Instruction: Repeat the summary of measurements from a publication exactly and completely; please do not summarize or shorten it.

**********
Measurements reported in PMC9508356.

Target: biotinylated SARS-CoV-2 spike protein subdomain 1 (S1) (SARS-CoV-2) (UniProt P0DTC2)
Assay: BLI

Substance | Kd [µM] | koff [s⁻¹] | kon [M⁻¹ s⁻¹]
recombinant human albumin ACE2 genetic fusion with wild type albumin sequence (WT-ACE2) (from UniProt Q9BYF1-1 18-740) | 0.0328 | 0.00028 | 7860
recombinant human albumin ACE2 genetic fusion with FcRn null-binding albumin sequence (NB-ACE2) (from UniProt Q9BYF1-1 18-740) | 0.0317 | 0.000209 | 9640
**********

Measurements reported in PMC9508356.

Target: biotinylated SARS-CoV-2 spike protein subdomain 1 (S1) (SARS-CoV-2) (UniProt P0DTC2)
Assay: BLI

Substance | Kd [µM] | koff [s⁻¹] | kon [M⁻¹ s⁻¹]
recombinant human albumin ACE2 genetic fusion with wild type albumin sequence (WT-ACE2) (from UniProt Q9BYF1-1 18-740) | 0.0328 | 0.00028 | 7860
recombinant human albumin ACE2 genetic fusion with FcRn null-binding albumin sequence (NB-ACE2) (from UniProt Q9BYF1-1 18-740) | 0.0317 | 0.000209 | 9640